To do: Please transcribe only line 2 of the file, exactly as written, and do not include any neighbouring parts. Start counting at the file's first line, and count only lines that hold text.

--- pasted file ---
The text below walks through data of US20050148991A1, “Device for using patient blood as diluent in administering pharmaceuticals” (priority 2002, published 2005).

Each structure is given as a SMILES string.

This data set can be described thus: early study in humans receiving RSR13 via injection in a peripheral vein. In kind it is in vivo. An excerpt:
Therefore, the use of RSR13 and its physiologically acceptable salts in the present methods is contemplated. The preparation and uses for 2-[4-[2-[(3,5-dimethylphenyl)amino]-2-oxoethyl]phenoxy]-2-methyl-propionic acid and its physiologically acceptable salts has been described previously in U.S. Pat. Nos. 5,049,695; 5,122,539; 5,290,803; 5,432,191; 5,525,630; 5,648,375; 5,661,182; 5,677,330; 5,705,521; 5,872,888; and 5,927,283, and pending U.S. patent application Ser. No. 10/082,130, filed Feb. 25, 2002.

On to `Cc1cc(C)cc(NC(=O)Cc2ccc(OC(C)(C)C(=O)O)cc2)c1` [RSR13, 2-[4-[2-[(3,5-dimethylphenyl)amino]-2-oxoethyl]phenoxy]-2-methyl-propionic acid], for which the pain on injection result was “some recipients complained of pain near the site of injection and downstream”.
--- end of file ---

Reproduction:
Each structure is given as a SMILES string.